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COLIN FORBES, a founder of the storied design firm Pentagram, died on Sunday at the age of 94, the New York Times reports. With four others, Forbes established Pentagram in 1972 in London, with the aim of making “something in between a boutique firm and a large Madison Avenue-type concern,” journalist Neil Genzlinger writes. Fifty years later, it now has 23 partners, more than 200 employees, and offices in New York, Berlin, and Austin, Texas. Forbes, who retired from the company in 1993, served as president of the American Institute of Graphic Arts and won its AIGA medal. Among his many design credits, the firm said, was the creation of a logo that the Japanese carmaker Nissan long used, corporate identities for Neiman Marcus and British Petroleum, and a “poster advocating free admission to London museums that was a petition he signed with famous artists signatures.”
ARTS AWARDS. The Wallace Foundation has selected 18 arts organizations of color in the United States that it will support with up to $3.75 million each over the next five years, the New York Times reports. The groups include the Laundromat Project in Brooklyn, the Union for Contemporary Art in Omaha, Nebraska, and the Arab American National Museum in Dearborn, Michigan. “It’s about: What are the aspirations for their future?” Bahia Ramos, the foundation’s director of arts, told the paper. Meanwhile, the Iranian artist Azin Zolfaghari was named the 2022 winner of the Sovereign Art Foundation’s Sovereign Asian Art Prize, which comes with $30,000, Ocula reports, and Jae-min Cha has won the third Artspectrum Award from the Leeum Museum in Seoul.
Two people tried to make off with a print of a Jean-Michel Basquiat work from Taglialatella Galleries in New York’s Chelsea neighborhood last weekend but were stopped by an employee. Police said they are investigating. The pair did abscond with a mostly empty bottle of whiskey. [Hyperallergic]
An NFT of a digital pair of Nike sneakers designed by artist Takashi Murakami has traded for $134,000. The shoes were released last month as part of a collection of 20,000 NFTs from the shoe giant. Naturally, that series is called Cryptokicks. [The New York Times]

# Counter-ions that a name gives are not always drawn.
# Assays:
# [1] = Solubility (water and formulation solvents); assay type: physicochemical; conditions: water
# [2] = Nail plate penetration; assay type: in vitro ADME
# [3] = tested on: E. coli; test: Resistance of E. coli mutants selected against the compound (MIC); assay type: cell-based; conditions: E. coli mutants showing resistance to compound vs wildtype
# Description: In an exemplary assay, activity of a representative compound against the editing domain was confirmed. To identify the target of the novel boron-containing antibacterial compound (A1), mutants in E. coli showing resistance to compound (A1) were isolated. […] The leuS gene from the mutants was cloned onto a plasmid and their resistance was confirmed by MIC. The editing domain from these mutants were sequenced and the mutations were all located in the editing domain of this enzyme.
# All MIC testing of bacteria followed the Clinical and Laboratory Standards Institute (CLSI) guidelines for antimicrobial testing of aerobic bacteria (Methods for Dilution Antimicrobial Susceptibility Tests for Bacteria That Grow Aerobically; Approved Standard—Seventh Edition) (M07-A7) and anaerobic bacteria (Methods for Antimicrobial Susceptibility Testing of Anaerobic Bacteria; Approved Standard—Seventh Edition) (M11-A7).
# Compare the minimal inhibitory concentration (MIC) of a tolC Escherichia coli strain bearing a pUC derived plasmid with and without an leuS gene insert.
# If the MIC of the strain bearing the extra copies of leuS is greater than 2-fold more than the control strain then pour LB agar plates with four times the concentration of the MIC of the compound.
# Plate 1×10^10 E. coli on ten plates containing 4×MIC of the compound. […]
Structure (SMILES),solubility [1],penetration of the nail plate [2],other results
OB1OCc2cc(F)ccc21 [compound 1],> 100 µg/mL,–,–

Artist and musician Bob Dylan has made a new recording of his 1962 classic “Blowin’ in the Wind,” and a single recording of it will be offered at Christie’s in London in July with a top estimate of £1 million ($1.26 million). Audiophiles take note—it is being released on a special analog disc developed by producer T Bone Burnett. [The Guardian]
The Victoria and Albert Museum in London will stage the first retrospective ever devoted to fashion designer Gabrielle “Coco” Chanel in the United Kingdom. Featuring some 180 designs, it will open in September. [The Guardian]
While the fabled Nakagin Capsule Tower in Tokyo, a landmark of Japanese modernism, is being demolished, parts of it will live on. Some of the 140 capsules that comprise the building are going to museums. [Associated Press/Bloomberg]
A study of the DNA of a man who was killed by the volcanic eruption that buried Pompeii in 79 revealed that he was descended from people woh lived in Sardinia and Anatolia, in modern-day Turkey. [The New York Times]
A MEMORABLE TRIBUTE. The London arts patron Delfina Entrecanales, who died earlier this year at the age of 94, was famous for her energy and candor, and it sounds like the speeches that were delivered in a breakfast in her honor this week lived up to her reputation. In the Art Newspaper, correspondent Louisa Buck reports on some of the remarks delivered by Aaron Cezar, the director of her Delfina Foundation. “There was fifty years between us: we laughed like kids, quarreled like teenagers and bickered like an old couple,” Cezar said. “We were a walking HR disaster.” [TAN]